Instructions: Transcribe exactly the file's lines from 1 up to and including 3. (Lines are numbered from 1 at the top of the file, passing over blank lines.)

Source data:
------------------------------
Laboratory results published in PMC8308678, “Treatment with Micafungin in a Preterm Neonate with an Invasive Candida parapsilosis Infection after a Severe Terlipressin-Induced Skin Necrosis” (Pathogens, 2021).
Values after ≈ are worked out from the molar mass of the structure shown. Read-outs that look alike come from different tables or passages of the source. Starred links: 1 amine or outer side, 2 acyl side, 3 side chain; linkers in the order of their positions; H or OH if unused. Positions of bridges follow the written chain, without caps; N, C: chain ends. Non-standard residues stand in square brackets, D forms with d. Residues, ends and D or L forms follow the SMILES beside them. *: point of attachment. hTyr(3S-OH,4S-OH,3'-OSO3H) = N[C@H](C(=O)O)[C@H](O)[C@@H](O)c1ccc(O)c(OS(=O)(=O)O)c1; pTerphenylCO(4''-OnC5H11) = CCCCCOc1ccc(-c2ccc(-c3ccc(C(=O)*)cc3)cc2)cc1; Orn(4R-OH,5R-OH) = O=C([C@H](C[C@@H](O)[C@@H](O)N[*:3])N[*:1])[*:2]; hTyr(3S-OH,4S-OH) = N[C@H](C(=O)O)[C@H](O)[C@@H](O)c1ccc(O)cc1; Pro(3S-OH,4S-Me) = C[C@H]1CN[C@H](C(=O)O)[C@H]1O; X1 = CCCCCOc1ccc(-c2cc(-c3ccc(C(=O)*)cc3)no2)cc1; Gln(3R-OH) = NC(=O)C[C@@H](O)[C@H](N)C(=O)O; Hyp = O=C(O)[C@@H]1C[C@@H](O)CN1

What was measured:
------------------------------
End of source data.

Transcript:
Laboratory results published in PMC8308678, “Treatment with Micafungin in a Preterm Neonate with an Invasive Candida parapsilosis Infection after a Severe Terlipressin-Induced Skin Necrosis” (Pathogens, 2021).
Values after ≈ are worked out from the molar mass of the structure shown. Read-outs that look alike come from different tables or passages of the source. Starred links: 1 amine or outer side, 2 acyl side, 3 side chain; linkers in the order of their positions; H or OH if unused. Positions of bridges follow the written chain, without caps; N, C: chain ends. Non-standard residues stand in square brackets, D forms with d. Residues, ends and D or L forms follow the SMILES beside them. *: point of attachment. hTyr(3S-OH,4S-OH,3'-OSO3H) = N[C@H](C(=O)O)[C@H](O)[C@@H](O)c1ccc(O)c(OS(=O)(=O)O)c1; pTerphenylCO(4''-OnC5H11) = CCCCCOc1ccc(-c2ccc(-c3ccc(C(=O)*)cc3)cc2)cc1; Orn(4R-OH,5R-OH) = O=C([C@H](C[C@@H](O)[C@@H](O)N[*:3])N[*:1])[*:2]; hTyr(3S-OH,4S-OH) = N[C@H](C(=O)O)[C@H](O)[C@@H](O)c1ccc(O)cc1; Pro(3S-OH,4S-Me) = C[C@H]1CN[C@H](C(=O)O)[C@H]1O; X1 = CCCCCOc1ccc(-c2cc(-c3ccc(C(=O)*)cc3)no2)cc1; Gln(3R-OH) = NC(=O)C[C@@H](O)[C@H](N)C(=O)O; Hyp = O=C(O)[C@@H]1C[C@@H](O)CN1

What was measured: